The Chronicles of Riddick


Robin Clifford
Robin Clifford 
The Chronicles of Riddick
 
Laura Clifford
Laura Clifford 
Vin Diesel launched his career as an action hero with the release, in 2000, of the popular sci-fi adventure, “Pitch Black.” He has made a false step or two since then but is clearly in control as the adventures of Richard B. Riddick enter the second phase in what may be a franchise in “The Chronicles of Riddick.”

Robin:
Fans of “Pitch Black,” and the numbers are considerable, embraced Vin Diesel and helped propel him to stardom. The mutated muscle man who can see in the dark cut quite a figure in the first of the Riddick films and Diesel established himself as a going concern as an action star. Richard B. Riddick is not the kind of guy you want to mess with, whether you are a vicious, human-eating alien or, as in “Chronicles,” the power-hungry evil Lord Marshal (Colm Feore).

Lord Marshal has been to the Underverse and back and is now “half alive and half something else.” He has created an army of converts, called Necromongers, and is using his minions to begin the 10th Crusade to take over the universe.

Riddick has been incarcerated on a prison planet for the past five years to protect “Jack,” the young girl posing as a boy in “Pitch Black.” He escapes but soon a band of bounty hunting mercenaries, led by Toombs (Nick Chinlund), are hot on his tail and come darn close to capturing the last of the Furion race. But, there are only four of the mercs and the super-strong and smart Riddick bests them easily, takes their spaceship and heads to Helion Prime to confront the man who may have betrayed him years before – Imam (Keith David, reprising his role from “PB”).

Once on the multi-cultural and religiously liberal Helion, Riddick learn of Lord Marshal’s plans for domination of the universe just as the evil leader’s throngs of Necromongers – mind regressed former humans conditioned to do their lord’s bidding - descend upon the peaceful planet and wreak havoc. Riddick battles the mutant warriors, besting them every time until he is caught – not by the Necromongers but by Toombs and his newly recruited mercs. Their plan is to take the Furion to the prison planet of Crematoria – where the daytime temperatures soar to 700 degrees – and exchange their prisoner for a big bounty. The powerful and cunning Riddick, having learned that “Jack” is being held there, allows his captors to transport him without killing them - yet.

Lord Marshal, wanting to defeat his last great enemy (or, better yet, turn him into a Necromonger), sends his loyal commander, Vaako (Karl Urban), and mutant army on a mission to find and eliminate Riddick. But, the Furion of few words (except for the occasional smart-ass quip) cannot be dealt with so easily and it all comes down to a battle between the muscular anti-hero and the main bad guy.

“The Chronicles of Riddick” has the feel, if not the look, of an old-fashioned sci-fi flick as it reprises ideas and actions from a plethora of earlier films, such as “Predator,” “Star Wars,” “Dark City,” “Ghostbusters,” “Die Hard,” “The Road Warrior,” “Flash Gordon” (without the bright colors) and “Excalibur.” It takes a little time to get rolling as we are reintroduced to Riddick after our hiatus from the character since “Pitch Black,” but soon things start rolling along at a good clip.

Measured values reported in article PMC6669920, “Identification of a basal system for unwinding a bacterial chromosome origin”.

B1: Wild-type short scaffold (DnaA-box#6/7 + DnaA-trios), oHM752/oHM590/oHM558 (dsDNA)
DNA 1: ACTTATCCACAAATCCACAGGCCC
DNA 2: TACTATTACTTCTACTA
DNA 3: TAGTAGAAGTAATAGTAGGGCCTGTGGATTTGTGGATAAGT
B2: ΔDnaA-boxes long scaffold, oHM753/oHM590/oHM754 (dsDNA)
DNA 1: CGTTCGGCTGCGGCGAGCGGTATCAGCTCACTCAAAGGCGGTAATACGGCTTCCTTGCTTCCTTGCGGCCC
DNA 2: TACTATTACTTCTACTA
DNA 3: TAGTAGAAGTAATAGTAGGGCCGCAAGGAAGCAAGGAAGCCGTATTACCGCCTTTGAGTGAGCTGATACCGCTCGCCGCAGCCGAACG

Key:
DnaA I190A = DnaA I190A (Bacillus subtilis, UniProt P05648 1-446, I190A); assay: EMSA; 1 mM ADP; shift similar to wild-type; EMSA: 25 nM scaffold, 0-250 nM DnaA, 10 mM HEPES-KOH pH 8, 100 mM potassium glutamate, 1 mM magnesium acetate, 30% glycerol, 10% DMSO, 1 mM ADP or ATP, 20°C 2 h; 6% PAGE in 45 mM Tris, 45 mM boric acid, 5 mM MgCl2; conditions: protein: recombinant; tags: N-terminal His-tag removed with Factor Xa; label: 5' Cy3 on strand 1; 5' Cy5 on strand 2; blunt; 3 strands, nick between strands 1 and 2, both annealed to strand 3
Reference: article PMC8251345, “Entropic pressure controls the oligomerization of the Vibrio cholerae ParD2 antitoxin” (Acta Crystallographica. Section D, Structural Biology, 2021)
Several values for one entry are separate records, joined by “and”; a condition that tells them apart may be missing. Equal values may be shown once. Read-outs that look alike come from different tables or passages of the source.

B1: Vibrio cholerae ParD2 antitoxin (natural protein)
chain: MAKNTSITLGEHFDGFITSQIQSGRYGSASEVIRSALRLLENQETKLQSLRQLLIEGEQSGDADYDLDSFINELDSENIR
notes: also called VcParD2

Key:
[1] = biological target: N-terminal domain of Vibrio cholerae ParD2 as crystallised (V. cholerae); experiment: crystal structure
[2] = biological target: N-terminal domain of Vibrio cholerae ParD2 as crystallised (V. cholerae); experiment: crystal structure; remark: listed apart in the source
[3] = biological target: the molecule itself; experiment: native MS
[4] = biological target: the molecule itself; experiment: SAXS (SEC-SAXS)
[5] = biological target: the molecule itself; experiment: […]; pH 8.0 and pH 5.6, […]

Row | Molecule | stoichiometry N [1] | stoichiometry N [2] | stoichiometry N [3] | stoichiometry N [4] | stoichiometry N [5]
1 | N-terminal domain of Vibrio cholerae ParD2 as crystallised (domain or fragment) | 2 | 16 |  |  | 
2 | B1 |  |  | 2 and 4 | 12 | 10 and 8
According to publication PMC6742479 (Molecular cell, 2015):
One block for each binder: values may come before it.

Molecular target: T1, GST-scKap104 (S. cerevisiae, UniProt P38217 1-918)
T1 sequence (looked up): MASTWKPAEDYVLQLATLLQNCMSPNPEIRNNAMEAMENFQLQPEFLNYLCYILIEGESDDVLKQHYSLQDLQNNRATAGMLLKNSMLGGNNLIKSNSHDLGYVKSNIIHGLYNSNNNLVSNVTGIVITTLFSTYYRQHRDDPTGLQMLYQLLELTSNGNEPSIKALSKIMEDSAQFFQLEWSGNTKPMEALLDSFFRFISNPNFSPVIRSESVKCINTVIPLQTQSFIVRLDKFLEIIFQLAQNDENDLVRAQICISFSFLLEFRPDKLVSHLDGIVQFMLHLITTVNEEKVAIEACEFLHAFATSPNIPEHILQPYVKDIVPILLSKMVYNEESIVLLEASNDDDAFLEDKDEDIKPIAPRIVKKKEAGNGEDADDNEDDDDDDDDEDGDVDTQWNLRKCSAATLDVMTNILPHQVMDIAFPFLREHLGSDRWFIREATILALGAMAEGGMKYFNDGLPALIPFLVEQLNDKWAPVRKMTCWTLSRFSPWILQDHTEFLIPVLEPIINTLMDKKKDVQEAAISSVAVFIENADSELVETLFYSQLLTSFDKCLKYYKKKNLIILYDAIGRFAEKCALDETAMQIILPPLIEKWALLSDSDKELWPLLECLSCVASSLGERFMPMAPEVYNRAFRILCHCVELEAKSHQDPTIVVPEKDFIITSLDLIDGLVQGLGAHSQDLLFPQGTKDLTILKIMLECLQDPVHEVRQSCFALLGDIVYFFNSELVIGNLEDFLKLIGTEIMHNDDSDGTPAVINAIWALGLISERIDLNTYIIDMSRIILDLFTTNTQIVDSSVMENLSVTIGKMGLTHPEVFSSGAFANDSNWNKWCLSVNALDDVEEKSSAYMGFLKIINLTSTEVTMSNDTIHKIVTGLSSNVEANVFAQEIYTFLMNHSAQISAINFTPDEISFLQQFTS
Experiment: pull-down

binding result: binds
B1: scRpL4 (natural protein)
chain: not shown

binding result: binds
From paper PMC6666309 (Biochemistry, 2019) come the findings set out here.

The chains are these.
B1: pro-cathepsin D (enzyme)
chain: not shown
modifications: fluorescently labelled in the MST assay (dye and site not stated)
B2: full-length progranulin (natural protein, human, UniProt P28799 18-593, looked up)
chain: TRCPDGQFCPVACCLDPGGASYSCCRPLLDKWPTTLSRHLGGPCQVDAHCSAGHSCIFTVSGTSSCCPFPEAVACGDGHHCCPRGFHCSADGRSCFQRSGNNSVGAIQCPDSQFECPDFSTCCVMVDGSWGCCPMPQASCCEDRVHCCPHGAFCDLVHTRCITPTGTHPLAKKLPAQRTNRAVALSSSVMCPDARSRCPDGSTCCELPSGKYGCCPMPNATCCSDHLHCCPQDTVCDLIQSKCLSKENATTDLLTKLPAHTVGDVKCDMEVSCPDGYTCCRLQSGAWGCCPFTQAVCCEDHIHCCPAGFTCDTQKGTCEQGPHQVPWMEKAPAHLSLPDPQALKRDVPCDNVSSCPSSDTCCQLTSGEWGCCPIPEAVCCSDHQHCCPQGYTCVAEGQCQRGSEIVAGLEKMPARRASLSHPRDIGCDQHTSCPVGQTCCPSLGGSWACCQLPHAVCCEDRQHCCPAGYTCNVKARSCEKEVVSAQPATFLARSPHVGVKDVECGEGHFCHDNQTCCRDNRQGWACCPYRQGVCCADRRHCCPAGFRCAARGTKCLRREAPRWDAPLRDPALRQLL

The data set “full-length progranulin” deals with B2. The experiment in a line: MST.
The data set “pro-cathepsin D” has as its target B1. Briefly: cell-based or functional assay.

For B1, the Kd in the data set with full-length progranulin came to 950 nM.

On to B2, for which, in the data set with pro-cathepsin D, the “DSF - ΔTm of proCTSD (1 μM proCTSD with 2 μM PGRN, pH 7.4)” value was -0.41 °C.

The action is fast and furious – sometimes a bit too fast and too furious – as Riddick does battle with the Necromonger phalanx of regressed converts. Riddick is a bit like The Bride in “Kill Bill: Vol. 1” as he takes on all comers all at once. The problem, though, is that helmer/scribe David Twohy shoots these fight scenes up close, too close, and the editors (Tracy Adams, Dennis Hunter and Mark Virkler) display a short attention span as they cut the action so quickly as to make the scenes almost incomprehensible at times.

“The Chronicles of Riddick” is a sci-fi actioner and we get both in ample amounts as Riddick travels from planet to planet and does in all comers who try to take him out. Diesel is physically impressive and has the moves, and the witty one-liners, to keep you watching. There is, despite the too-tight fight scenes, a goodly amount of action to please this particular genre’s junkies. The science fiction aspect of the tale will keep those fans satisfied, too, as the players jump from one planet to another, facing strange creatures, violent climates, marauding spaceships and supernatural enemies.

Of course, and as one would expect, the characters (except Riddick) take a back seat to the action and F/X. Diesel, the draw for “The Chronicles,” is the central character and, with his cocky ‘tude and physical prowess, is the glue that holds it all together. The players around Roddick, though definitely second banana to Diesel and the production, do well enough opposite Riddick and the special effects. Thandie Newton as the slinky, ambitious Dame Vaark, is exotic and quite stunning as the woman behind the man, Vaark. Karl Urban, as her second-in-command husband, is brooding with intensity as he, though conditionally loyal to Marshal, has a solid sense of right and wrong that he must suppress to survive.